A week or so ago I posted a short atmospheric piece triggered by an experience on the river bank. This is for those who found it too dark: it is, if you like, an antidote to Elegy. You inspired it, thank you.
A perfect V formed on the rivers surface, moving upstream fast. At its head an arrow point formed by a racing eight, the crew sweating at their oars, sunlight glittering on the drops of spray as each blade reached its zenith before plunging back into the river to drive the boat on. A fish’s eye could make out the name of the boat club, and the boat’s name, Eros, on the bow. An eagle’s eye, following the arrow could see ahead, on a bend in the river, a small wooden boat pulled into the reeds, secluded from both the bank and much of the river by willows. Reclining on the bench seat at the back a couple in their mid-thirties, the remnants of a picnic spread before them sat watching the sparks of sunlight on the bubbles in their glasses. A long, contented silence had preceded this moment. She had her glass in one hand; the other dangled immaculate pink nails in the water. Her eyes, beneath her wide straw hat, were dreamily half closed taking in the river and the broad, strong shoulders of the rowers coming towards them. He stirred, breaking the easy calm.
“Amanda, this last week has been one of the happiest I can remember.”
She smiled and turned to face him.
“Me too; we have had a lot of fun, haven’t we?”
“I don’t want it to finish.”
“I know, but we have lives to go back to.”
He took a deep breath.
“I want to go on seeing you. We’ve had some wonderful days out, but I want to know you better than that. I really like you.”
She carefully put her glass down, smoothed her daisy speckled dress, and took his hand gently in hers.
“Peter, you are a lovely, kind, funny man. You will make someone very happy one day. But you hardly know me. We’ve had a really good time, but it has to end now.”
“I don’t see why. You only live fifty miles away. We can both travel to meet up. Just because your assignment is over, doesn’t mean it all has to stop. I’ve never met any one like you before. I… ”
She cut him off with a kiss.
“I have never felt so close to someone so quickly before either. But there are problems with our having a relationship that you just can’t conceive. I want to take these happy days and keep them in a box that I can open whenever the world is treating me badly. I want to remember that there is one person that I didn’t hurt, and who never let me down.”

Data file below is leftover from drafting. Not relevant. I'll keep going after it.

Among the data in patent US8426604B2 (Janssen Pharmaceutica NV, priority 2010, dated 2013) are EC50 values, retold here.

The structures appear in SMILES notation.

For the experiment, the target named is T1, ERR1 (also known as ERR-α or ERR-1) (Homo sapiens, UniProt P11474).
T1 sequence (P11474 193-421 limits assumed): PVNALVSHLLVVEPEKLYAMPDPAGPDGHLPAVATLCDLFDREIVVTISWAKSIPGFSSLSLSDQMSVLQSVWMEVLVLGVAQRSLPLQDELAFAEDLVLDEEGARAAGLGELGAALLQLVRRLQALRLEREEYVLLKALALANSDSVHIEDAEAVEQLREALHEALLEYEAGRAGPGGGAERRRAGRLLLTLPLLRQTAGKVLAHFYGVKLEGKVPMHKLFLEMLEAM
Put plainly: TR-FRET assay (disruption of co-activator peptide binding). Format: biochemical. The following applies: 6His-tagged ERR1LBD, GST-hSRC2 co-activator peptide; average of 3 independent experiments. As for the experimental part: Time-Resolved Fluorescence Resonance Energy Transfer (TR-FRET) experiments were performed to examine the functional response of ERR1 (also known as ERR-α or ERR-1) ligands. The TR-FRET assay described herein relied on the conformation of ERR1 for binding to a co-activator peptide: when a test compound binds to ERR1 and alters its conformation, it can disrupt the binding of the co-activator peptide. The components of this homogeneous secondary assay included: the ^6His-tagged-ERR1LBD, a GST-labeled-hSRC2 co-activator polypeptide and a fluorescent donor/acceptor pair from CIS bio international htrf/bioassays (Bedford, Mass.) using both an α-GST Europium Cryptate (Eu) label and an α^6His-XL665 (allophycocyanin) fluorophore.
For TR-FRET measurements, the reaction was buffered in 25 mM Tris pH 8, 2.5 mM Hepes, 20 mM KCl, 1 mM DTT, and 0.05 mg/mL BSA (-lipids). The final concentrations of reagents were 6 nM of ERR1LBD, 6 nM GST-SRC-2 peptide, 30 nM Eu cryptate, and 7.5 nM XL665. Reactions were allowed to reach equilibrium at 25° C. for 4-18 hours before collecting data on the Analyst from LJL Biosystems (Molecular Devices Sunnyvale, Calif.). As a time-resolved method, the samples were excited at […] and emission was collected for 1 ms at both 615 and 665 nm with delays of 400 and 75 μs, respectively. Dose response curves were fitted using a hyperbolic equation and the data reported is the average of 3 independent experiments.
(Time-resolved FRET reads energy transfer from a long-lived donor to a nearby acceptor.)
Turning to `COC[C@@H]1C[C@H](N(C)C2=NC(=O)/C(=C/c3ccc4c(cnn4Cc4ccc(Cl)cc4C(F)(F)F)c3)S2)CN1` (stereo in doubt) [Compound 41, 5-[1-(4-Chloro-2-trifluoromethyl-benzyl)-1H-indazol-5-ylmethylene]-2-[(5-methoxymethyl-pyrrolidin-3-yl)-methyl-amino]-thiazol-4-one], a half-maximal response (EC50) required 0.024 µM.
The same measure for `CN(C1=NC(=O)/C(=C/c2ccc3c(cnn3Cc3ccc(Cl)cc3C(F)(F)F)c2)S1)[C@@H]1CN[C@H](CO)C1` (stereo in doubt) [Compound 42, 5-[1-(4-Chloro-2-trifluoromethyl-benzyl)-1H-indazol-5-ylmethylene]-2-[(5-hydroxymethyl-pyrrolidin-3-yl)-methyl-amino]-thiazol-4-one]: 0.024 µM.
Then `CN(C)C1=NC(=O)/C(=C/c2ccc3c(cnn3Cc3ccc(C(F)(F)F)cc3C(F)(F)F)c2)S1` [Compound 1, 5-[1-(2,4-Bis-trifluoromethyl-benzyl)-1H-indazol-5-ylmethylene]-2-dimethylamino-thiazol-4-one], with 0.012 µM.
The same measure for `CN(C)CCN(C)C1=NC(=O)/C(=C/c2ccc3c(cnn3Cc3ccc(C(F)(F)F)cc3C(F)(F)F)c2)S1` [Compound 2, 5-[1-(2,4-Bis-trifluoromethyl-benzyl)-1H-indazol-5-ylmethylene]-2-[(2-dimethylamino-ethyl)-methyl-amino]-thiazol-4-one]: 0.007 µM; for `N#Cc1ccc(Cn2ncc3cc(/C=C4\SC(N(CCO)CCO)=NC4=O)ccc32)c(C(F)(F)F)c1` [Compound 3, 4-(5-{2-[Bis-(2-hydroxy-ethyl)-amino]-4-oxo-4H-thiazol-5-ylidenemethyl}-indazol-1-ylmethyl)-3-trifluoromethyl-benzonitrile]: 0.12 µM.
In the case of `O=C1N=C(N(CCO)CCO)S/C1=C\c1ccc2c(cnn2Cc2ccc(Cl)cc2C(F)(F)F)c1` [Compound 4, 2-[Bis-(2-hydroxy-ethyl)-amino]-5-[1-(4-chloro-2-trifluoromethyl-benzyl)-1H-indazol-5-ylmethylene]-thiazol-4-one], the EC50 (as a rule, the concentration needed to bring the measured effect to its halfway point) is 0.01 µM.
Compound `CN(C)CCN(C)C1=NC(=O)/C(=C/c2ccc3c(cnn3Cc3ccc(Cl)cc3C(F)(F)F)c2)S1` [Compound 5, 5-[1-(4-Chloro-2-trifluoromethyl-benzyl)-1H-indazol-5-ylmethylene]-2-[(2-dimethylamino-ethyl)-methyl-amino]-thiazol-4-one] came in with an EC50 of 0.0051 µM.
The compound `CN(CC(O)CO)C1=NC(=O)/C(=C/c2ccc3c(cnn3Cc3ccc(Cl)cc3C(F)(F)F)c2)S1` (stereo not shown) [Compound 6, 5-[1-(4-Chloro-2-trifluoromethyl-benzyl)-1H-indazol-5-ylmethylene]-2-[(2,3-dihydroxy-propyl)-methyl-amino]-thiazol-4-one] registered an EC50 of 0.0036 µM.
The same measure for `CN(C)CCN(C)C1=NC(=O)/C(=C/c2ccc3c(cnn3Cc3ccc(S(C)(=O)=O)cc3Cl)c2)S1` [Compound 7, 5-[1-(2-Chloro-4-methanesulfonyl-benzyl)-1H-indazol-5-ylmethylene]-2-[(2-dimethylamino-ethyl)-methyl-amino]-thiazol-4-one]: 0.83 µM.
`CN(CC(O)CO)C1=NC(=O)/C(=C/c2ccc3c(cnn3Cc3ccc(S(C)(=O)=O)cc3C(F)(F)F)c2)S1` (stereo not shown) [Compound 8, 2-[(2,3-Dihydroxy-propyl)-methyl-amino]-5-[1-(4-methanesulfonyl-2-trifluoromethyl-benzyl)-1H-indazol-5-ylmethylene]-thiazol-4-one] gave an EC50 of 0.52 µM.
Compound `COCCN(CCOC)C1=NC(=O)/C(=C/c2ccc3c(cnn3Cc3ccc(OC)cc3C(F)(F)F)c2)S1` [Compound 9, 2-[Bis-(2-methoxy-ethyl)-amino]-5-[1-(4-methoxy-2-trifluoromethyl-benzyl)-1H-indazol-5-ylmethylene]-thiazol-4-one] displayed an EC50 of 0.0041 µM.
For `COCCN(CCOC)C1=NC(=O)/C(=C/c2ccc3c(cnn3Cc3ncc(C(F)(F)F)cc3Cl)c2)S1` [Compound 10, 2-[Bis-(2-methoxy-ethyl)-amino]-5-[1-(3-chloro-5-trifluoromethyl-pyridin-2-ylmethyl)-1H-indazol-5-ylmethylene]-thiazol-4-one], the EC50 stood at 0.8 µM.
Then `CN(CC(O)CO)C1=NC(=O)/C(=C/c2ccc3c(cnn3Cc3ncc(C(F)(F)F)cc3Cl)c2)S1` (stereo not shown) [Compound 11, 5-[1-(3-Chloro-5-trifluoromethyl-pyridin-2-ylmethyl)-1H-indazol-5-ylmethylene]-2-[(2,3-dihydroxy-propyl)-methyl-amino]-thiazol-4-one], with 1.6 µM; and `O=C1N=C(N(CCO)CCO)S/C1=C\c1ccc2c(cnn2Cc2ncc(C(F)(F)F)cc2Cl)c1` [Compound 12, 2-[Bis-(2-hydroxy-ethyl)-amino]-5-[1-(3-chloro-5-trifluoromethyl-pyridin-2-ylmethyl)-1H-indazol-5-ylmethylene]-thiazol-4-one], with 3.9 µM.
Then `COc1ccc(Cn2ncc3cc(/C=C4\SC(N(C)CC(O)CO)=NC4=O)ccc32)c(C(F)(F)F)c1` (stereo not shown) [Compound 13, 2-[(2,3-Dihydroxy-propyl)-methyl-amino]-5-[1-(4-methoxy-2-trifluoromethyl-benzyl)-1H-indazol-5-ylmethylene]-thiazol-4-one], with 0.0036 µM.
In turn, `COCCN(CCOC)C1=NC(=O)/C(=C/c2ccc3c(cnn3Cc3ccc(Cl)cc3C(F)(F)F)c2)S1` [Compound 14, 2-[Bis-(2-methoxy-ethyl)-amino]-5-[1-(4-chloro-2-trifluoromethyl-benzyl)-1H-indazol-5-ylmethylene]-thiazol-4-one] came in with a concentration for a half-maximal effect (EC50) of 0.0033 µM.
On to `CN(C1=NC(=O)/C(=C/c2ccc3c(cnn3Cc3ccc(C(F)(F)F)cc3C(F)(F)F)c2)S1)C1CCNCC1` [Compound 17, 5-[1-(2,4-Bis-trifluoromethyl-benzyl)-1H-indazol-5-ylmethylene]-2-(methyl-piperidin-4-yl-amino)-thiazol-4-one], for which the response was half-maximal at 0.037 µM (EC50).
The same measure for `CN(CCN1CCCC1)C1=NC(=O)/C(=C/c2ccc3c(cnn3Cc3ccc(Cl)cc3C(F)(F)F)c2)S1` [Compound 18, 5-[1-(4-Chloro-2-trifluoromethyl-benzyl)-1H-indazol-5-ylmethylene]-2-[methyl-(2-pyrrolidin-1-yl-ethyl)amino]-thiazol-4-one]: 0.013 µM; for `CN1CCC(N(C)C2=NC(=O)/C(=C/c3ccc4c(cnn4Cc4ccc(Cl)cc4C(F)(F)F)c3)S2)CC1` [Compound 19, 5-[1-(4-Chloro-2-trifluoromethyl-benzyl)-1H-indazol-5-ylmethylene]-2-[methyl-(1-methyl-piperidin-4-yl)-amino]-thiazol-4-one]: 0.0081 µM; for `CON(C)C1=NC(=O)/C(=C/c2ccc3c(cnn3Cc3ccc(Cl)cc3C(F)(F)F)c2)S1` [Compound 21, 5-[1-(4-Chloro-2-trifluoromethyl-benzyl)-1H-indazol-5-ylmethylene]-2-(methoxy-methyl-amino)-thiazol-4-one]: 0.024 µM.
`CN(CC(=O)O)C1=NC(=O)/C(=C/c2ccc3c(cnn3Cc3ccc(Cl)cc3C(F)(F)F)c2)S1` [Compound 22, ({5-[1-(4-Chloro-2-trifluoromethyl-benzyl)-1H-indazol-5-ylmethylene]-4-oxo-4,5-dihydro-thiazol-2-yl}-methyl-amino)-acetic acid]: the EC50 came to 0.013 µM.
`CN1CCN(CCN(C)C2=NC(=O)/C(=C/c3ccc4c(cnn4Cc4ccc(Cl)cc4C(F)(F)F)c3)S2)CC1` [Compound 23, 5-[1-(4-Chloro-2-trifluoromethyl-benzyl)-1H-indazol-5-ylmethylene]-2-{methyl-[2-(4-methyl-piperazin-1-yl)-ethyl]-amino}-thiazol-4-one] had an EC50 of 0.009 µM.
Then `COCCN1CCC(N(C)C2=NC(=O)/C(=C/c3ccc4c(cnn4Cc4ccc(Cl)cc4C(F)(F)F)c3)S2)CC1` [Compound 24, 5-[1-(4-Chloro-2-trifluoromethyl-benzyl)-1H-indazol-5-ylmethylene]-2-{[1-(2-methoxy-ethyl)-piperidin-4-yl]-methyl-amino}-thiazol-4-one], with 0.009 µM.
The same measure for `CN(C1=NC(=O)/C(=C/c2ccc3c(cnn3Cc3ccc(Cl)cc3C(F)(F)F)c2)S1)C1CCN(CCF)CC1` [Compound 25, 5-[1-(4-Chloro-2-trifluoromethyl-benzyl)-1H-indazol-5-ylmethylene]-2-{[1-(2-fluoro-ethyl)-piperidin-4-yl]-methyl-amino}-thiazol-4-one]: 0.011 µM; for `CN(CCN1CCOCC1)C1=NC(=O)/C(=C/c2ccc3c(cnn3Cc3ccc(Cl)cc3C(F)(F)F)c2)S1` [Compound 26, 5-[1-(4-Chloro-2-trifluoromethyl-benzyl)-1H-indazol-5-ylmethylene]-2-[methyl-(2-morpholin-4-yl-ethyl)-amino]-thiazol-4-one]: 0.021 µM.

She put her hand on his cheek and reached up to kiss him again, but he pulled away.
“We all have our pasts,” he protested. “Whatever you have done, and I don’t for one minute think that you could have done anything very terrible, whatever you’ve done I can accept you for it. It’s not your past; it’s who you are now that I want to know better.”
A tear formed in her eye. “Please leave it. You’re only going to hurt us both, and you’re spoiling this beautiful afternoon.”
He wiped the tear gently away, took her in his arms and held her close.
They sat in silence, gradually relaxing again, each deep in their own thoughts. The river was quiet. The eight was resting, and only birdsong reached the bend in the river. A kingfisher flashed by, an iridescent cobalt blur. They both watched it go.
“Wasn’t that beautiful?”
“Like you.” Peter lifted her head and kissed her again. “I was thinking. When something that beautiful passes you by, you have two choices. You can let it pass, or you can pursue it to see where it went, and try to glimpse it again.”
Amanda looked up at him, warily, a flash of blue lace showing beneath the strap of her dress.
“I know about your past,” he continued. “If that is what’s worrying you, then you can forget it. I don’t care.”
“How did you know?” Her eyes were wide with horror.
“Trevor told me at work what you had been and what you want to do with your life. He waited until he could see we were getting close. He likes to play with people,” He made no attempt to disguise his contempt for his colleague. “I told him it didn’t matter and took you out that night to spite him. While we were at dinner I realised it was true. It doesn’t matter. You are beautiful, intelligent and witty; you care for people in a way that people like Trevor could never understand; just looking at you makes my day. So you see, you can’t hurt me and I won’t let you down.”
More tears formed in her eyes as she put her arms around his neck and kissed him deeply. This time he didn’t pull away.
Downstream, the crew of the Eros pulled steadily for the boathouse, their day’s work done.
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